CHAPTER XIII. 1636-1646. QUEBEC AND ITS TENANTS.
THE NEW GOVERNOR. - EDIFYING EXAMPLES. - LE JEUNE'S CORRESPONDENTS. -
RANK AND DEVOTION. - NUNS. - PRIESTLY AUTHORITY. - CONDITION OF QUEBEC. -
THE HUNDRED ASSOCIATES. - CHURCH DISCIPLINE. - PLAYS. - FIREWORKS. -
PROCESSIONS. - CATECHIZING. - TERRORISM. - PICTURES. - THE CONVERTS. -
THE SOCIETY OF JESUS. - THE FORESTERS.
I have traced, in another volume, the life and death of the noble founder of New France, Samuel de Champlain. It was on Christmas Day, 1635, that his heroic spirit bade farewell to the frame it had animated, and to the rugged cliff where he had toiled so long to lay the corner- stone of a Christian empire.
Quebec was without a governor. Who should succeed Champlain and would his successor be found equally zealous for the Faith, and friendly to the mission? These doubts, as he himself tells us, agitated the mind of the Father Superior, Le Jeune; but they were happily set at rest, when, on a morning in June, he saw a ship anchoring in the basin below, and, hastening with his brethren to the landing-place, was there met by Charles Huault de Montmagny, a Knight of Malta, followed by a train of officers and gentlemen. As they all climbed the rock together, Montmagny saw a crucifix planted by the path. He instantly fell on his knees before it; and nobles, soldiers, sailors, and priests imitated his example. The Jesuits sang Te Deum at the church, and the cannon roared from the adjacent fort. Here the new governor was scarcely installed, when a Jesuit came in to ask if he would be godfather to an Indian about to be baptized. "Most gladly," replied the pious Montmagny. He repaired on the instant to the convert's hut, with a company of gayly apparelled gentlemen; and while the inmates stared in amazement at the scarlet and embroidery, he bestowed on the dying savage the name of Joseph, in honor of the spouse of the Virgin and the patron of New France. [ Le Jeune, Relation, 1636, 5 (Cramoisy). "Monsieur le Gouverneur se transporte aux Cabanes de ces pauures barbares, suivy d'une leste Noblesse. Je vous laisse a penser quel estonnement a ces Peuples de voir tant d'ecarlate, tant de personnes bien faites sous leurs toits d'ecorce!" ] Three days after, he was told that a dead proselyte was to be buried; on which, leaving the lines of the new fortification he was tracing, he took in hand a torch, De Lisle, his lieutenant, took another, Repentigny and St. Jean, gentlemen of his suite, with a band of soldiers followed, two priests bore the corpse, and thus all moved together in procession to the place of burial. The Jesuits were comforted. Champlain himself had not displayed a zeal so edifying. [ Ibid., 83 (Cramoisy). ]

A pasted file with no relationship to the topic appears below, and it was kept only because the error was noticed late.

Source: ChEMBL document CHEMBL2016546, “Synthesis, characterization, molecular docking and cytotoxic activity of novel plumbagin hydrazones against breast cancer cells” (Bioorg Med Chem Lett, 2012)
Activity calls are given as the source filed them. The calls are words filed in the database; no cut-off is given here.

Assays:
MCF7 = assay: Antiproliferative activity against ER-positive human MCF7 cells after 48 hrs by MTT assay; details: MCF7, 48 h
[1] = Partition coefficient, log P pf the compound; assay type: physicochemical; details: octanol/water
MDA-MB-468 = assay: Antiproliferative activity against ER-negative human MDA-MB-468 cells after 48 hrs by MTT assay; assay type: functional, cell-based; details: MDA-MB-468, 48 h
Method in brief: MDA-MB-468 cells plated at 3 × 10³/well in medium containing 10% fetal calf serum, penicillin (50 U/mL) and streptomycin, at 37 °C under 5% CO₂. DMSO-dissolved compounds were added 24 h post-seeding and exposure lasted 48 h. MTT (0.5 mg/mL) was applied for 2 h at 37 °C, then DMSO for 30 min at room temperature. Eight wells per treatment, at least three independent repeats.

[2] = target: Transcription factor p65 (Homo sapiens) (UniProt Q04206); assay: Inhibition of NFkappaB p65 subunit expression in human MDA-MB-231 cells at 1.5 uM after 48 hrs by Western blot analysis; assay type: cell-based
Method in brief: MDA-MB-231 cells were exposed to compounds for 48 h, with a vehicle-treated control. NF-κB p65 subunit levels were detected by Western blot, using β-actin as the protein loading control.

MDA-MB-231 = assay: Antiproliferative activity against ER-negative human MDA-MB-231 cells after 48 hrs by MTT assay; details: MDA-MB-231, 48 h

A considerable reinforcement came out with Montmagny, and among the rest several men of birth and substance, with their families and dependants. "It was a sight to thank God for," exclaims Father Le Jeune, "to behold these delicate young ladies and these tender infants issuing from their wooden prison, like day from the shades of night." The Father, it will be remembered, had for some years past seen nothing but squaws, with papooses swathed like mummies and strapped to a board.
He was even more pleased with the contents of a huge packet of letters that was placed in his hands, bearing the signatures of nuns, priests, soldiers, courtiers, and princesses. A great interest in the mission had been kindled in France. Le Jeune's printed Relations had been read with avidity; and his Jesuit brethren, who, as teachers, preachers, and confessors, had spread themselves through the nation, had successfully fanned the rising flame. The Father Superior finds no words for his joy. "Heaven," he exclaims, "is the conductor of this enterprise. Nature's arms are not long enough to touch so many hearts." [ "C'est Dieu qui conduit cette entreprise. La Nature n'a pas les bras assez longs," etc. - Relation, 1636, 3. ] He reads how in a single convent, thirteen nuns have devoted themselves by a vow to the work of converting the Indian women and children; how, in the church of Montmartre, a nun lies prostrate day and night before the altar, praying for the mission; [ Brebeuf, Relation des Hurons, 1636, 76. ] how "the Carmelites are all on fire, the Ursulines full of zeal, the sisters of the Visitation have no words to speak their ardor"; [ Le Jeune, Relation, 1636, 6. Compare "Divers Sentimens," appended to the Relation of 1635. ] how some person unknown, but blessed of Heaven, means to found a school for Huron children; how the Duchesse d'Aiguillon has sent out six workmen to build a hospital for the Indians; how, in every house of the Jesuits, young priests turn eager eyes towards Canada; and how, on the voyage thither, the devils raised a tempest, endeavoring, in vain fury, to drown the invaders of their American domain.
[ "L'Enfer enrageant de nous veoir aller en la Nouuelle France pour conuertir les infidelles et diminuer sa puissance, par depit il sousleuoit tous les Elemens contre nous, et vouloit abysmer la flotte." - Divers Sentimens. ]